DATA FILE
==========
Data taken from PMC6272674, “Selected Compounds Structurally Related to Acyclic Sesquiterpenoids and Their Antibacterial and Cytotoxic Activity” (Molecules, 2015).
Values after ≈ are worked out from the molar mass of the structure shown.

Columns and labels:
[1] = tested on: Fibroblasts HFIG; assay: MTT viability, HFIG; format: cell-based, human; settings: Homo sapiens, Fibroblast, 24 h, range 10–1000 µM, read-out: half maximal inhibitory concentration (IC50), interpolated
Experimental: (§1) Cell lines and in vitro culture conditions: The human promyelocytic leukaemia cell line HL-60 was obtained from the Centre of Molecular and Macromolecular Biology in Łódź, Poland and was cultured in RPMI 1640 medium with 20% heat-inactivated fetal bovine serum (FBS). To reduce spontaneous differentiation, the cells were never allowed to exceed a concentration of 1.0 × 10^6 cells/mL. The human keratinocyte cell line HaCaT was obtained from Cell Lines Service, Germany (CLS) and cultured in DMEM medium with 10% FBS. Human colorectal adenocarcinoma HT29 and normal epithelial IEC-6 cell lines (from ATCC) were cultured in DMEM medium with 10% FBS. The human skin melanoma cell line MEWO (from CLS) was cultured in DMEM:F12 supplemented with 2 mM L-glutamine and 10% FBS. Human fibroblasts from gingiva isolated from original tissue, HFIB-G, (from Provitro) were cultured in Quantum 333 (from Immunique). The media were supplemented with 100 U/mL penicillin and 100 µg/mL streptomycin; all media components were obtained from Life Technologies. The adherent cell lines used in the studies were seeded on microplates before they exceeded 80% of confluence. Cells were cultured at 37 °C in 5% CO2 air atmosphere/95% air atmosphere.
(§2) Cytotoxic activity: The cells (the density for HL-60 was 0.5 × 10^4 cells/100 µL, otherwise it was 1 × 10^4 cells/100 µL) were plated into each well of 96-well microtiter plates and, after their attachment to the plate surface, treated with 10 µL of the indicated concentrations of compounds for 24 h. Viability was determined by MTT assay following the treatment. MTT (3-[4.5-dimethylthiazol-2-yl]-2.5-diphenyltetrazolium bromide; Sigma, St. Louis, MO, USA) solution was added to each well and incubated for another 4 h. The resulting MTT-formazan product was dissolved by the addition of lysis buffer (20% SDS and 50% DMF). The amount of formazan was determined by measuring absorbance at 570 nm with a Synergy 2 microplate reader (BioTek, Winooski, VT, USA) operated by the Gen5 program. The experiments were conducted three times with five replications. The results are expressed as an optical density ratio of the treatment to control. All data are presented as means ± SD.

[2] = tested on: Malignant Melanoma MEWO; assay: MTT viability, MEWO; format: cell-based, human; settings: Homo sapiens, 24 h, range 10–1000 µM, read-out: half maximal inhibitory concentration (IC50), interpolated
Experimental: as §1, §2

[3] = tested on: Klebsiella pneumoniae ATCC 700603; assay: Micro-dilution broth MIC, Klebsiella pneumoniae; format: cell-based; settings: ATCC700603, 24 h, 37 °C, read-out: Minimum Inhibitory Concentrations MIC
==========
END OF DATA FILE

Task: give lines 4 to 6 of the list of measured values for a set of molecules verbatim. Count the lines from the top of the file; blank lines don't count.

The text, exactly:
[1] = tested on: Fibroblasts HFIG; assay: MTT viability, HFIG; format: cell-based, human; settings: Homo sapiens, Fibroblast, 24 h, range 10–1000 µM, read-out: half maximal inhibitory concentration (IC50), interpolated
Experimental: (§1) Cell lines and in vitro culture conditions: The human promyelocytic leukaemia cell line HL-60 was obtained from the Centre of Molecular and Macromolecular Biology in Łódź, Poland and was cultured in RPMI 1640 medium with 20% heat-inactivated fetal bovine serum (FBS). To reduce spontaneous differentiation, the cells were never allowed to exceed a concentration of 1.0 × 10^6 cells/mL. The human keratinocyte cell line HaCaT was obtained from Cell Lines Service, Germany (CLS) and cultured in DMEM medium with 10% FBS. Human colorectal adenocarcinoma HT29 and normal epithelial IEC-6 cell lines (from ATCC) were cultured in DMEM medium with 10% FBS. The human skin melanoma cell line MEWO (from CLS) was cultured in DMEM:F12 supplemented with 2 mM L-glutamine and 10% FBS. Human fibroblasts from gingiva isolated from original tissue, HFIB-G, (from Provitro) were cultured in Quantum 333 (from Immunique). The media were supplemented with 100 U/mL penicillin and 100 µg/mL streptomycin; all media components were obtained from Life Technologies. The adherent cell lines used in the studies were seeded on microplates before they exceeded 80% of confluence. Cells were cultured at 37 °C in 5% CO2 air atmosphere/95% air atmosphere.
(§2) Cytotoxic activity: The cells (the density for HL-60 was 0.5 × 10^4 cells/100 µL, otherwise it was 1 × 10^4 cells/100 µL) were plated into each well of 96-well microtiter plates and, after their attachment to the plate surface, treated with 10 µL of the indicated concentrations of compounds for 24 h. Viability was determined by MTT assay following the treatment. MTT (3-[4.5-dimethylthiazol-2-yl]-2.5-diphenyltetrazolium bromide; Sigma, St. Louis, MO, USA) solution was added to each well and incubated for another 4 h. The resulting MTT-formazan product was dissolved by the addition of lysis buffer (20% SDS and 50% DMF). The amount of formazan was determined by measuring absorbance at 570 nm with a Synergy 2 microplate reader (BioTek, Winooski, VT, USA) operated by the Gen5 program. The experiments were conducted three times with five replications. The results are expressed as an optical density ratio of the treatment to control. All data are presented as means ± SD.